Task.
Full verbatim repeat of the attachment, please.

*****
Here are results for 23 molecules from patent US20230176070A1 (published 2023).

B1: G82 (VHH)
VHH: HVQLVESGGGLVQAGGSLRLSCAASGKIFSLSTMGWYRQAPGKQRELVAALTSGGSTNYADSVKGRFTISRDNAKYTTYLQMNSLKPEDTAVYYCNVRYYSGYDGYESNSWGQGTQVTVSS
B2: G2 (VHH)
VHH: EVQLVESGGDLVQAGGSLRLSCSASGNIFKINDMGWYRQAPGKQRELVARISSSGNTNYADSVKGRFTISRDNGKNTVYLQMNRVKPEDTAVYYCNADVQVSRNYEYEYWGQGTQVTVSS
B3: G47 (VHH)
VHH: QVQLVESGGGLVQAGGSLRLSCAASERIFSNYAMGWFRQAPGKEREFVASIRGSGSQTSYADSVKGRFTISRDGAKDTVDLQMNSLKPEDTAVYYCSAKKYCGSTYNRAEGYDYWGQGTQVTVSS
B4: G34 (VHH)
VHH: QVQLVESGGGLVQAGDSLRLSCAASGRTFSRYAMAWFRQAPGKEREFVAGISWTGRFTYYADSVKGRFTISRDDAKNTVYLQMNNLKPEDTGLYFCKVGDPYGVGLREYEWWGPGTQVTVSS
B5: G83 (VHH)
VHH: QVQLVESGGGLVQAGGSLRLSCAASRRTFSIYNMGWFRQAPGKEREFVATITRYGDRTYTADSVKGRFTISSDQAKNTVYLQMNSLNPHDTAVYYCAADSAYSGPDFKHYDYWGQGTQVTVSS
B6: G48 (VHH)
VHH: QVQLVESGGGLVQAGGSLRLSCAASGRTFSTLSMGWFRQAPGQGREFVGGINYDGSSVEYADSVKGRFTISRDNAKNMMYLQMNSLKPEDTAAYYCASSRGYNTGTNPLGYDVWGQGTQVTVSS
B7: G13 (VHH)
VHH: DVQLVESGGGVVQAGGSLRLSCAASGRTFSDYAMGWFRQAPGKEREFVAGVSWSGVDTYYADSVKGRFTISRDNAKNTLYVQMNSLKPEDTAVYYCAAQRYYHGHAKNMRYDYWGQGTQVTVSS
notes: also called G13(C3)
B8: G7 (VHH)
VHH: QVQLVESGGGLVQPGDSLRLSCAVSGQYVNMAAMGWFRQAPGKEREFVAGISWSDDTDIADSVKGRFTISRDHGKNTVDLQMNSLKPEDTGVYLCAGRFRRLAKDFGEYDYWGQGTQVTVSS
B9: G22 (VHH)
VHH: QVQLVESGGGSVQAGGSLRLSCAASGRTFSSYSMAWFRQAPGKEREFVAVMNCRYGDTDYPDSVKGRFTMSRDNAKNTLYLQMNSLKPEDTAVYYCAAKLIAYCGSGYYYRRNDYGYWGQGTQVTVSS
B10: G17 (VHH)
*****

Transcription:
Here are results for 23 molecules from patent US20230176070A1 (published 2023).

B1: G82 (VHH)
VHH: HVQLVESGGGLVQAGGSLRLSCAASGKIFSLSTMGWYRQAPGKQRELVAALTSGGSTNYADSVKGRFTISRDNAKYTTYLQMNSLKPEDTAVYYCNVRYYSGYDGYESNSWGQGTQVTVSS
B2: G2 (VHH)
VHH: EVQLVESGGDLVQAGGSLRLSCSASGNIFKINDMGWYRQAPGKQRELVARISSSGNTNYADSVKGRFTISRDNGKNTVYLQMNRVKPEDTAVYYCNADVQVSRNYEYEYWGQGTQVTVSS
B3: G47 (VHH)
VHH: QVQLVESGGGLVQAGGSLRLSCAASERIFSNYAMGWFRQAPGKEREFVASIRGSGSQTSYADSVKGRFTISRDGAKDTVDLQMNSLKPEDTAVYYCSAKKYCGSTYNRAEGYDYWGQGTQVTVSS
B4: G34 (VHH)
VHH: QVQLVESGGGLVQAGDSLRLSCAASGRTFSRYAMAWFRQAPGKEREFVAGISWTGRFTYYADSVKGRFTISRDDAKNTVYLQMNNLKPEDTGLYFCKVGDPYGVGLREYEWWGPGTQVTVSS
B5: G83 (VHH)
VHH: QVQLVESGGGLVQAGGSLRLSCAASRRTFSIYNMGWFRQAPGKEREFVATITRYGDRTYTADSVKGRFTISSDQAKNTVYLQMNSLNPHDTAVYYCAADSAYSGPDFKHYDYWGQGTQVTVSS
B6: G48 (VHH)
VHH: QVQLVESGGGLVQAGGSLRLSCAASGRTFSTLSMGWFRQAPGQGREFVGGINYDGSSVEYADSVKGRFTISRDNAKNMMYLQMNSLKPEDTAAYYCASSRGYNTGTNPLGYDVWGQGTQVTVSS
B7: G13 (VHH)
VHH: DVQLVESGGGVVQAGGSLRLSCAASGRTFSDYAMGWFRQAPGKEREFVAGVSWSGVDTYYADSVKGRFTISRDNAKNTLYVQMNSLKPEDTAVYYCAAQRYYHGHAKNMRYDYWGQGTQVTVSS
notes: also called G13(C3)
B8: G7 (VHH)
VHH: QVQLVESGGGLVQPGDSLRLSCAVSGQYVNMAAMGWFRQAPGKEREFVAGISWSDDTDIADSVKGRFTISRDHGKNTVDLQMNSLKPEDTGVYLCAGRFRRLAKDFGEYDYWGQGTQVTVSS
B9: G22 (VHH)
VHH: QVQLVESGGGSVQAGGSLRLSCAASGRTFSSYSMAWFRQAPGKEREFVAVMNCRYGDTDYPDSVKGRFTMSRDNAKNTLYLQMNSLKPEDTAVYYCAAKLIAYCGSGYYYRRNDYGYWGQGTQVTVSS
B10: G17 (VHH)